Let’s Embrace Hydrogen-powered Vehicles After EVs
COVID-19 and China
A Toyota hydrogen fuel cell concept vehicle on display at Megaweb Toyota City Showcase in Tokyo. Image credit: Darren Halstead/Unsplash

On the way to the zero-emission future, battery electric vehicles don’t present the only solution to reduce carbon. A hydrogen-powered car is one vehicle that may offer an answer: it uses hydrogen-based fuel, with the only emission being wastewater. 

Automakers have experimented with hydrogen vehicles for many years, looking to convert the most abundant substance in the universe – hydrogen. So far, there have been two types of viable hydrogen-powered vehicles.

Hydrogen internal combustion vehicles (HICEV) are vehicles driven by internal combustion engines that burn hydrogen (usually obtained by decomposing methane or electrolytic water) and oxygen in the air.

A fuel cell vehicle (FCEV) passes hydrogen or a hydrogen-containing substance and oxygen in the air through a fuel cell to generate electricity. The electric motor is used to drive the engine, and the motor is used to propel the vehicle.

Status quo of the fuel cell market

According to E4tech, 2018 was good for fuel cells. Other than for one or two companies, neither units nor MW saw significant growth, but a lot of groundwork was laid, serious players entered, and money came into the sector. 

According to (incomplete) statistics, the total global fuel cell shipments in 2018 reached 75,000 units, an increase of 4,000 units over 2017; the installed capacity will reach 800MW, an increase of 145MW over 2017. About 10% of this is used in cars, compared to only about 3% in 2014.

Regional distribution

The research, development, and commercialization of hydrogen fuel cells and FCEVs is a pattern that has developed rapidly in Japan, the United States and Europe. China continues to excite and confuse, while Korea is re-entering the market with a vengeance.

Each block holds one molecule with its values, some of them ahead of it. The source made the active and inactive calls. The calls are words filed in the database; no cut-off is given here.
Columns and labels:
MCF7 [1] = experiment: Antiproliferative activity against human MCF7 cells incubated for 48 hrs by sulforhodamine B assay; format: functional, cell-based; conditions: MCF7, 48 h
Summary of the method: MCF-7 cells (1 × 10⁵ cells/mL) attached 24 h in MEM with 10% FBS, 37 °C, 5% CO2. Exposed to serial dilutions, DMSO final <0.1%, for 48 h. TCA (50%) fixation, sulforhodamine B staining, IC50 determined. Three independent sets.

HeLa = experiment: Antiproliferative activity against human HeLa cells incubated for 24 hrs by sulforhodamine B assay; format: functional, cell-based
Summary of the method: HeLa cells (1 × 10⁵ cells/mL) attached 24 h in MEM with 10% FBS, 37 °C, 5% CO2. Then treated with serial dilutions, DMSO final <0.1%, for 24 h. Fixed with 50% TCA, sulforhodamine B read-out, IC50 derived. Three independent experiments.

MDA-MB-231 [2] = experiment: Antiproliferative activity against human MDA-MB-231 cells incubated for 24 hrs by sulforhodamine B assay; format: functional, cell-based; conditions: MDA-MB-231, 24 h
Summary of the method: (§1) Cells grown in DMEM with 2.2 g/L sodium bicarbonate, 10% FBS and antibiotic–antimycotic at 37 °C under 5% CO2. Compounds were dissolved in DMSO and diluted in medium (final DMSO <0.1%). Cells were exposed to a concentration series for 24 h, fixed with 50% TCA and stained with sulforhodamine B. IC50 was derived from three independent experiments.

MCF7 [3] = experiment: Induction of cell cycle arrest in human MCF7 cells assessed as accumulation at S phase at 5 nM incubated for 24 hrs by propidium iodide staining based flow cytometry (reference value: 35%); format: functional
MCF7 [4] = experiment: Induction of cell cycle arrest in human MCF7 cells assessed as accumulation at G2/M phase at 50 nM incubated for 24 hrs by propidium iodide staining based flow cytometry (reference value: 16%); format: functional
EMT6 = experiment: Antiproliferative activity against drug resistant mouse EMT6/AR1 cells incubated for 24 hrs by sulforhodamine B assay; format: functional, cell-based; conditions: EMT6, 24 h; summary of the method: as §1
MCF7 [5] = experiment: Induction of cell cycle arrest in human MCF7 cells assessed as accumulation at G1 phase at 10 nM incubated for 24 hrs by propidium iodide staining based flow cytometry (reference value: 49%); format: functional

Hydrogen-powered vehicles

From the perspective of resources and environmental protection, the major developed countries in the world attach great importance to the development of hydrogen energy, and the infrastructure construction plans for hydrogen energy in various countries are proceeding in an orderly manner.

According to statistics from the International New Energy Commission, by 2020, the world's demand for hydrogen energy will reach 10EJ, and demand will increase significantly after 2040. Global demand will reach 80EJ in 2050. The entire industry will be more mature and complete, including power generation, multiple industries use, including energy, transportation, and building power. 

Continuous innovations have been made in the fields of hydrogen production, storage, and hydrogenation. Hydrogen energy and fuel cells have been initially commercialized in some subdivided areas. At the same time, hydrogenation stations are continuously being constructed and developed.

As of the end of 2018, the number of global hydrogen refueling stations reached 369 (with an annual increase of 48 units), of which 273 are open to the public. The remaining hydrogen refueling stations can only provide services to specific users, such as bus and fleet customers.

In the meantime, leading OEMs are actively pushing forward. For example, BMW and Toyota have cooperated in various aspects such as fuel cells, combining BMW's advantages in powertrain and vehicle lightweight design with Toyota's fuel cell advantages.

China is on the way

The core technology continues to improve, but comparing with the international leading team, there's still a big gap.